Threads From The National Tapestry: Stories From The American Civil War
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9 - The Ram Of The Roanoke - The CSS Albemarle
About this episode: This is the story of the Ram Of Roanoke - The CSS Albemarle, an ironclad constructed not in a shipyard, but incredibly, in a Halifax County, North Carolina corn field. It would completely reshape Federal strategic plans in North Carolina, Virginia, and the entire Eastern Theater of the American Civil War. ----more---- Some Characters Mentioned In This Episode: Stephen Russell Mallory John L. Porter John M. Brooke Ambrose E. Burnside Gilbert Elliott James W....
8 - Sheer Unadulterated Violence: The Battle Of Antietam
About this episode: This is the story of the Battle of Sharpsburg, of Antietam, the bloodiest single day in the history of this nation. It was an engagment that moved popular historian Bruce Catton to write that September 17, 1862 was a day of sheer, unadulterated violence. ----more---- Some Characters Mentioned In This Episode: Bruce Catton George B. McClellan General Edmund Kirby-Smith Braxton Bragg Charles Francis Adams Jefferson Davis James Longstreet D.H. Hill Joseph...
7 - Little Mac: Letters From George B. McClellan
About this episode: It's been written that Helen of Troy possessed "the face that launched a thousand ships." Well, may I introduce to you Ellen Marcy McClellan, the wife of Union MG George Brinton McClellan, who launched thousands of words. Her husband wrote to her daily, and through his letters, we know so much more than, perhaps, he ever intended for us to know. Excerpts of more than 250 of his letters to her were included by Geroge McClellan's literary executor, William C. Prime, in...
6 - The Plains Of Manassas
About this episode: In the first months after war began, both North and South mobilized. Men were needed to fill the ranks. In the North, the 16th President, Abraham Lincoln, called for 75,000 three-month volunteers. Seeking excitement, adventure and certain this would be a short war, they came en masse. To them, politicians and the press, the war's strategy was simple, "On to Richmond." This is the story of how wrong they were. July 21, 1861 - a day when expected battlefield glory morphed...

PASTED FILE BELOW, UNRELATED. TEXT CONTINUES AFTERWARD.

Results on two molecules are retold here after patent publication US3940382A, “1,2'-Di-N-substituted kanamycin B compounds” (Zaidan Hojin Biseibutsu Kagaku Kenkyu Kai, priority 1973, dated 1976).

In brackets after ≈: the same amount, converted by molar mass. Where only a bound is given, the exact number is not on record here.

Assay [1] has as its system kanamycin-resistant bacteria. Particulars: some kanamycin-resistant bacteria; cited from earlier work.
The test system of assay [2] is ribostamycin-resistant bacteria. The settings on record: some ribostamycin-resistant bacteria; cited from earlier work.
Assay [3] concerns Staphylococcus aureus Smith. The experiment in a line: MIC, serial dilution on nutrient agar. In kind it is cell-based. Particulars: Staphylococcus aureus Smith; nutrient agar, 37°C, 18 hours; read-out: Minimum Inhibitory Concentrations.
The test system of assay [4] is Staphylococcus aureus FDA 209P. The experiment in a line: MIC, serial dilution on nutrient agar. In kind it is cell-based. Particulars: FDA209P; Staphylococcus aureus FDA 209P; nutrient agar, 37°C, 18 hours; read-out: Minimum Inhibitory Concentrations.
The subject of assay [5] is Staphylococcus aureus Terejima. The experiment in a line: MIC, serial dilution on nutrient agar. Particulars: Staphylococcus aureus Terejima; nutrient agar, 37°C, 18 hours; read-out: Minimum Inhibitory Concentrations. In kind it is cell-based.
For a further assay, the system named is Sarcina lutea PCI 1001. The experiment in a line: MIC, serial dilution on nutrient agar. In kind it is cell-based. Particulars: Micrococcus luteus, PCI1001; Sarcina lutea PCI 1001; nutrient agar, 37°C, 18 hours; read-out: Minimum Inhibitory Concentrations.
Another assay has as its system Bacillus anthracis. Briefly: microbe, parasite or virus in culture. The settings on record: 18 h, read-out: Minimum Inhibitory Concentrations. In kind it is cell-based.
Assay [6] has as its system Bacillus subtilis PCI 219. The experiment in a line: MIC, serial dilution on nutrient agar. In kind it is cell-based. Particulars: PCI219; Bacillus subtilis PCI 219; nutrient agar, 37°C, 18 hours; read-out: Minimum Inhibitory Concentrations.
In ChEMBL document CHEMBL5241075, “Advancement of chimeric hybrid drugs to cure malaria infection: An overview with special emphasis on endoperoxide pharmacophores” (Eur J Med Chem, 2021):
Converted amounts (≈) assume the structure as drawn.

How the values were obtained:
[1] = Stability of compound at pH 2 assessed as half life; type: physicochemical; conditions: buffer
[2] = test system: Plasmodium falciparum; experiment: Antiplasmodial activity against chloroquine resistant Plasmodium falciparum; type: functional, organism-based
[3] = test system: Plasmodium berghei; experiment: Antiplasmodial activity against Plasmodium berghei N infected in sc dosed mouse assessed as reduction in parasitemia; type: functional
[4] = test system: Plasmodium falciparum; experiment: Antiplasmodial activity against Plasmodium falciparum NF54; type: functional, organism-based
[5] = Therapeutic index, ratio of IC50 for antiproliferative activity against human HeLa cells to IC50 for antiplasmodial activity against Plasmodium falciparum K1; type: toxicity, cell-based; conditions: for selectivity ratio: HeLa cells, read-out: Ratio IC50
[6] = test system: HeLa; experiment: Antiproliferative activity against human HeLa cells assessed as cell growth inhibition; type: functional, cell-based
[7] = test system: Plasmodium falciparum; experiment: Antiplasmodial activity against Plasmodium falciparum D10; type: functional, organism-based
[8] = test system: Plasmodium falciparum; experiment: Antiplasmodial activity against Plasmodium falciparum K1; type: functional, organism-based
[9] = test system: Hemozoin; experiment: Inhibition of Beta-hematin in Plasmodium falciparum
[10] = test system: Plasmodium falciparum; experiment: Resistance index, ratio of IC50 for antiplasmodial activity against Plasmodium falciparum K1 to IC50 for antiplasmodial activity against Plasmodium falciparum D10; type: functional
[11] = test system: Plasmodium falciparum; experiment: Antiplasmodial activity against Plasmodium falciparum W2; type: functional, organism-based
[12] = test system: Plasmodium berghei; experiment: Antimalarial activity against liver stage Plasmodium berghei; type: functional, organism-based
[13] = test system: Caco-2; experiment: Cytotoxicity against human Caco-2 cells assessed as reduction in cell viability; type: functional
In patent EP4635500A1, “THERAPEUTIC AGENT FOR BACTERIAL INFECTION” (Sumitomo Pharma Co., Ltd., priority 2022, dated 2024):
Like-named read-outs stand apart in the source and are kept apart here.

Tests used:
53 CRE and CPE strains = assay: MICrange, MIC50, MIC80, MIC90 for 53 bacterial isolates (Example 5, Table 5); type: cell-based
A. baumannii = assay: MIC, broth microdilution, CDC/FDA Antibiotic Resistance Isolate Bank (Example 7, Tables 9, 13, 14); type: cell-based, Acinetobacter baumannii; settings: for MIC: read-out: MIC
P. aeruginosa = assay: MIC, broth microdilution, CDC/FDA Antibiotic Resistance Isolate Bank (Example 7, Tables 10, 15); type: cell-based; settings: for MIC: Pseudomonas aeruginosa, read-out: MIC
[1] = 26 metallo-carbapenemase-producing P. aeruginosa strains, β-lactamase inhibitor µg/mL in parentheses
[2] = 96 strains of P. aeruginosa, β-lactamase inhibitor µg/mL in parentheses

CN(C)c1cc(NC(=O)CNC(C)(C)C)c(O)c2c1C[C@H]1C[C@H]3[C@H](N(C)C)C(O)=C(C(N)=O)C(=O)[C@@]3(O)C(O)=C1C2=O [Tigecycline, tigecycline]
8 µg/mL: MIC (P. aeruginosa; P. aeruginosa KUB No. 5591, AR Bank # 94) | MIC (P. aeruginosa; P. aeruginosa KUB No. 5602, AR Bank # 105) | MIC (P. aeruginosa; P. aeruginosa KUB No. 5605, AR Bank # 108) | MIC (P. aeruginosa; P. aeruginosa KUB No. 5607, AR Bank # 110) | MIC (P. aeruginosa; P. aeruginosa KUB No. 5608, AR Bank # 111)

5 - "Stonewall" - Part 02
About this episode: His journey had been nothing short of remarkable. From an orphan from western Virginia to matriculation to West Point where, there, along the banks of the Hudson, he had been an Immortal - placed in the weakest academic section. And yet, he willed himself to graduate 17th out of 59 in the talented Class of 1846 - a class that produced twenty generals. From there, he found confidence and promotion in Mexico, but thanks to a contentious relationship with a post commander...
4 - "Stonewall" - Part 01
About this episode: “Stonewall” Jackson would’ve been the perfect protagonist for Greek or Shakespearean tragedy; a commanding officer struck down only hours after his greatest tactical success. An officer and man who saw life in the most simplistic terms, he was modest and impeccably honest. Interestingly, he was a study in contrasts: complex yet predictable, ambitious yet humble, wrathful then righteous. Yet, for all his quirks and eccentric habits, he was, as Douglas MacArthur noted,...
3 - Lee And Grant - Their Finest Hour
About this episode: It was a conflict that stretched four years. It began in April and, that same month four years later, so began the beginning of the end. In many wars before and since, winning the war was only half the challenge for, then, victors had to win the peace. And, winning the peace after a civil war presented an ominous set of issues. Indeed, history has shown us that in the French, Russian and Chinese Revolutions, once the fighting ended, then, came the bloodbaths. That did...
2 - Call To Duty: The Common Soldier - 1861
About this episode: Perhaps, the last time Americans volunteered en masse was in the days and weeks immediately following the Japanese attack on Pearl Harbor. Yet, as my father and many of his generation found, many more men were needed to wage a two-front war and, so, there was conscription. In the American Civil War, conscription was, also, eventually, resorted to - first by the Confederacy in April of 1862 and, eleven months later, by the Federal Government. Yet, the overwhelming...
1 - Flashpoint 1861 Fort Sumter
About this episode: For the United States and North Korea, with each verbal jab between respective leaders, with each thrust and parry by diplomats, with reports of more joint military exercises and hundreds of thousands of troops eyeballing one another along the world's most fortified border, I have recently pondered if the DMZ's Panmunjom is the 21st-century's version of Charleston in 1861. Perhaps, a stretch. Perhaps not. But with that reflection, we now look back over time's shoulder....